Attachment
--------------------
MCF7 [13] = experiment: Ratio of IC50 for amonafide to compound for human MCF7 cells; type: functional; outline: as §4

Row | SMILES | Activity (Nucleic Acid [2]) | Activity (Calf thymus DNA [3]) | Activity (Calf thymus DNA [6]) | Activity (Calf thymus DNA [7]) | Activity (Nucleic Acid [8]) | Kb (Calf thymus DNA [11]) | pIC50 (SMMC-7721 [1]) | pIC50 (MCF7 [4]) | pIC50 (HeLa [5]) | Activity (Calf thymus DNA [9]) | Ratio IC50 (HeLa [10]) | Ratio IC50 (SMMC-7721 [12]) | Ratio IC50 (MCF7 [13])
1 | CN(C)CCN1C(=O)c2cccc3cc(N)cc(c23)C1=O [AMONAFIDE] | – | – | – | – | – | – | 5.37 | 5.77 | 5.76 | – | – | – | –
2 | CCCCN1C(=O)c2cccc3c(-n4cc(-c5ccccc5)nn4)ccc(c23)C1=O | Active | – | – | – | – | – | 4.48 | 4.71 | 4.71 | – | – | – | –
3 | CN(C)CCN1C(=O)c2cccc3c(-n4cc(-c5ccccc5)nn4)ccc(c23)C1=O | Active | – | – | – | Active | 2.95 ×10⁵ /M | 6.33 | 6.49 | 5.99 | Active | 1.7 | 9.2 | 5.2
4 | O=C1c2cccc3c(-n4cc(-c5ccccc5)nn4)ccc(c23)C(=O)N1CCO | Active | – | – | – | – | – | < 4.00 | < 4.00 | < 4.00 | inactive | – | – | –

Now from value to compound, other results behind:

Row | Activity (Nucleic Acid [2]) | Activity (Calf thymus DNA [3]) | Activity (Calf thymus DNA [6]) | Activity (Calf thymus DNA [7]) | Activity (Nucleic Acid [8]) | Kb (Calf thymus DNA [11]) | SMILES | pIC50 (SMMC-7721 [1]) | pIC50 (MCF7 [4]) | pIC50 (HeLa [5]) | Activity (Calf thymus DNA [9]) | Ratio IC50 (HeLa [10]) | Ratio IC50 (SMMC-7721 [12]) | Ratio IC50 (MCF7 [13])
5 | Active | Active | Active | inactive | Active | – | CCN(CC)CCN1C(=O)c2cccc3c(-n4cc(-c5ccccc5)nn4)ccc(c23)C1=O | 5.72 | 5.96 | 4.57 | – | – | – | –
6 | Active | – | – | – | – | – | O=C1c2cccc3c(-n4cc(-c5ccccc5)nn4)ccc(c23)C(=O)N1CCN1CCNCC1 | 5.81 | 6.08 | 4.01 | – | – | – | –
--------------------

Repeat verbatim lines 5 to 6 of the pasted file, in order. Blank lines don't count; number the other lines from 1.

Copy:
3 | CN(C)CCN1C(=O)c2cccc3c(-n4cc(-c5ccccc5)nn4)ccc(c23)C1=O | Active | – | – | – | Active | 2.95 ×10⁵ /M | 6.33 | 6.49 | 5.99 | Active | 1.7 | 9.2 | 5.2
4 | O=C1c2cccc3c(-n4cc(-c5ccccc5)nn4)ccc(c23)C(=O)N1CCO | Active | – | – | – | – | – | < 4.00 | < 4.00 | < 4.00 | inactive | – | – | –